Squirrels have a couple distinguishing features. 1, as listed above, the front paw prints (that appear behind) register evenly and directly across from one another. The second feature is the amount of toes on the front and rear paws. Squirrels have 5 in the front and 4 in the back.
The Canines family features the domestic dog, fox and coyote. It's important for hunters to be able to identify a coyote or a fox in there hunting zone. One of the easiest ways to do this is the "X test" if you can make an X in the paw print without having to go through the heel pad to do it then your looking at a coyote or fox print, if you can't make this X then it's a dog print. Another feature is the positioning of the toes. Coyotes have nearly forward facing toes and claws whereas the domesticated dog has a more sprawled register with wider toe markings. I haven't found an exact way to distinguish the fox from the coyote except by general size. The coyote heel pad diameter is 2 inches and above and foxes are much smaller usually no bigger than an inch and a half.
This group includes the weasels, fishers, martens, badgers, wolverines, minks, otters and skunks. Members of this group utilize the bounding gait as shown above; front and rear paws register as is. 5 toes in both the front and back.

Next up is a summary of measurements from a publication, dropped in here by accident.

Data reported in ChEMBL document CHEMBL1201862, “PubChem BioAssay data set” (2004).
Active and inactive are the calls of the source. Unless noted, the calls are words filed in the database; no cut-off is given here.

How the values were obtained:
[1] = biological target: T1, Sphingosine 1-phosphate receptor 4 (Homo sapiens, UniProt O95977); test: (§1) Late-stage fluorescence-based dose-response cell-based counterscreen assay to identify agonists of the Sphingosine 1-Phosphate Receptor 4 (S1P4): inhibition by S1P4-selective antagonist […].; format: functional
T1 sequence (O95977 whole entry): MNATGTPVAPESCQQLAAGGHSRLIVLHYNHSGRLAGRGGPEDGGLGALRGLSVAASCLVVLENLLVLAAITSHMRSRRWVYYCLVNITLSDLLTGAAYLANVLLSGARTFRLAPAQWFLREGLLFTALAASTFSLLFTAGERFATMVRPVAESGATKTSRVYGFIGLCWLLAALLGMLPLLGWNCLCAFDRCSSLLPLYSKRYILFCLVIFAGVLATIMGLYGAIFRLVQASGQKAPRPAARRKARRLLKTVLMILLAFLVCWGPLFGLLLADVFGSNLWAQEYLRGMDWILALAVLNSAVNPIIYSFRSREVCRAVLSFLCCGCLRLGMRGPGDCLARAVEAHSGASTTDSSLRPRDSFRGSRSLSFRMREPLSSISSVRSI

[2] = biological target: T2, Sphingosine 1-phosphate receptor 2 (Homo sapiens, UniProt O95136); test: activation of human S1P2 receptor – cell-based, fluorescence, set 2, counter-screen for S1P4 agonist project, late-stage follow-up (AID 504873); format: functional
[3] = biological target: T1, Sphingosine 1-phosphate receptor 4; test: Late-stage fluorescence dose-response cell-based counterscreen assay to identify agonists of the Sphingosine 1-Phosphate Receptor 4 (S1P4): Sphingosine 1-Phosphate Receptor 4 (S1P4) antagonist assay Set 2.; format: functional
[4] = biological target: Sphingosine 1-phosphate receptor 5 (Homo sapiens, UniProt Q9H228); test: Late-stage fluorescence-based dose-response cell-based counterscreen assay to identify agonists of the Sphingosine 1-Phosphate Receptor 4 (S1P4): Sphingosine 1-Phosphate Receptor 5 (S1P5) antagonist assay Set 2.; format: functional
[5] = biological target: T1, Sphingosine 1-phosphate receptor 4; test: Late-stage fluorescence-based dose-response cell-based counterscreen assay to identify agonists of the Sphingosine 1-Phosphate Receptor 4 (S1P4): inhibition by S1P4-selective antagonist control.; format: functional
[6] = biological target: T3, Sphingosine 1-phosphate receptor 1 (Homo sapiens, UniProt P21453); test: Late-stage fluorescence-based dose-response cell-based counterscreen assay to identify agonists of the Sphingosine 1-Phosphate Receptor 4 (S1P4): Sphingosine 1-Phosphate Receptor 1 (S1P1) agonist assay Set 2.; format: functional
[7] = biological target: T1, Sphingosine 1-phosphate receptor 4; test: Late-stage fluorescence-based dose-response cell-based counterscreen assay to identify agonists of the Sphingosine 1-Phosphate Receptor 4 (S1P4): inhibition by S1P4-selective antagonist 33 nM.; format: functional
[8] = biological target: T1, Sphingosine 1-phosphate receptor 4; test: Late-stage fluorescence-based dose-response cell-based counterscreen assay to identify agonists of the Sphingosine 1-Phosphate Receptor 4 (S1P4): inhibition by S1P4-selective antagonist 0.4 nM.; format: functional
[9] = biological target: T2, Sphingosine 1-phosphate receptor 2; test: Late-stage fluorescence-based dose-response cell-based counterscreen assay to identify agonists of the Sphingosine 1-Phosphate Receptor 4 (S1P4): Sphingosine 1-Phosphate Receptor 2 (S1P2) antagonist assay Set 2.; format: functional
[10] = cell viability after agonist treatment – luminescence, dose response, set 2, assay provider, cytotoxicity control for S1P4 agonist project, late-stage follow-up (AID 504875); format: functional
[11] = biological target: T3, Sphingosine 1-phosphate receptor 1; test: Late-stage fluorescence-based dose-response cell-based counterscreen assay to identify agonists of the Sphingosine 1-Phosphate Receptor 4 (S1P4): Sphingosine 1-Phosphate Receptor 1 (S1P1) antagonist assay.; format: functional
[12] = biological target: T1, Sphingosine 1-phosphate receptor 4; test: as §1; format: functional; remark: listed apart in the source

It's not hard to imagine that the bigger the print the bigger the animal. This holds true in most cases but as mentioned above gender also plays a role as well as reading the "true print".
It's important to use the "true track" as a reference to size.
You might get a chuckle out of this one. I use a crude field measuring system for determining size in the field, after all who carries a ruler around with their gear? I call it the knuckle system. I place my hand over the print and using the "true track", measure the widest diameter of the print with my knuckles. It actually works pretty well. Stop laughing.